Defense lawyers can argue that the defendant is in need of psychological treatment, not prison time. Mental health experts, including psychiatrists or psychologists, may be needed to evaluate the accused and to submit their formal diagnosis and prognosis in writing. They may be needed as testifying witnesses at any sentencing hearing should plea negotiations fail.
5. Offering Limitations with Probation
Along with getting necessary treatment, the defense attorney can suggest sentencing include limitations on the defendant in the future. These are ways to limit the defendant’s freedom without confining him to a state facility.
Here, the defense attorney can suggest a limitation on the ability of the defendant to possess, own, or control any kind of visual recording devices or equipment. Perhaps sentencing can include prohibiting the defendant from going to the locations where the images were obtained (“no-contact” orders).
The particular kinds of limits to be suggested by the defense will depend upon the particular circumstances of the case. Any mental health professional involved in the case may have valuable input to provide here, both to the prosecution as well as the judge.
It is possible to negotiate a plea deal for probation in Invasive Recording cases. The length of probation may be several years, but the accused will avoid jail time.
Under Texas Penal Code 25.15, defendants face sentencing for committing a “state jail felony.” This involves a maximum fine of $10,000 and jail time of up to two years. To learn more about Texas State Jails versus Texas Prisons, go here.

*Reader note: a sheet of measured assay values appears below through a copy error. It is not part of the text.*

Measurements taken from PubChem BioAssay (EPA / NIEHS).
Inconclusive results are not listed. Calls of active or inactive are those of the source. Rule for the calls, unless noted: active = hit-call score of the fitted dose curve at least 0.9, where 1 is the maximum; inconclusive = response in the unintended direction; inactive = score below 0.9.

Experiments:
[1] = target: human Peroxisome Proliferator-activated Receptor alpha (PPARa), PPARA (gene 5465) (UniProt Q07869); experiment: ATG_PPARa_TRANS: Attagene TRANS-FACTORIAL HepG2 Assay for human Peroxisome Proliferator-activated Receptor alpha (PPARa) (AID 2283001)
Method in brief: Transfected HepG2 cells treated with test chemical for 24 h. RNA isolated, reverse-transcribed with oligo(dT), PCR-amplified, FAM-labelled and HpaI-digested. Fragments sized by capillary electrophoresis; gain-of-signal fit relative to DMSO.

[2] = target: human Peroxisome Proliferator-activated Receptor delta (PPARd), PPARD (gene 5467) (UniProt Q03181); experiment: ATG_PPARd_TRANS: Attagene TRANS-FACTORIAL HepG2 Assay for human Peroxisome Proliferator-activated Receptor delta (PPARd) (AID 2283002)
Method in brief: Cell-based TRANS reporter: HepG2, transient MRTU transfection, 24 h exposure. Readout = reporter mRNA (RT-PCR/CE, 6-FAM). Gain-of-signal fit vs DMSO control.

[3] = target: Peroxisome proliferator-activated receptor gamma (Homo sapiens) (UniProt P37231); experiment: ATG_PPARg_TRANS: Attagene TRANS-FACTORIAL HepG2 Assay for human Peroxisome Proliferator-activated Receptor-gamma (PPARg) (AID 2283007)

Consider Recent Case Study in Child Porn Case
As an analogy, consider the recent case study we shared dealing with a federal (not state) prosecution of a young man facing serious federal child pornography charges. Federal sentencing is much more stringent and strict than state procedures, given that the federal system includes the Federal Sentencing Guidelines.
Nevertheless, this young man was able to avoid imprisonment and move forward with his life (including college) after a zealous defense stance for probation that included psychological arguments.
This included Mr. Lowe having his client evaluated with the young man starting treatment as soon as possible. Evidence from an expert psychologist specializing in sexual disorders was presented at the sentencing hearing.
For details, read “Probation in a Federal Child Porn Case: Case Study By Defense Attorney Michael Lowe.”
As for the judge’s response, you can read the transcript below. From the bench, the judge explained to Mr. Lowe’s client:
“I’ve given you the biggest break I’ve ever given in the 26 years I’ve been on this bench.”
Read the transcript here:
Sent Hearing Dec 8 by on Scribd
Arrested on Alleged Invasive Visual Recording in North Texas?
If you or a loved one have been charged with violating Texas Penal Code 21.15, the Invasive Visual Recording Law, or you are concerned you may be arrested, then it is important to consider hiring an aggressive criminal defense attorney experienced with sexual crime allegations as soon as possible.
The prosecutors in Collin County, Dallas County, Denton County, and Tarrant County share a viewpoint that these defendants are threats to the public good. They will be anxious to arrest and to prosecute under the Invasive Visual Recording statute.
Having a zealous and compassionate criminal defense lawyer to advocate for those facing these kinds of charges is essential.
For more information, check out our web resources, read Michael Lowe’s Case Results, and read his in-depth article, “Pre-Arrest Criminal Investigations.”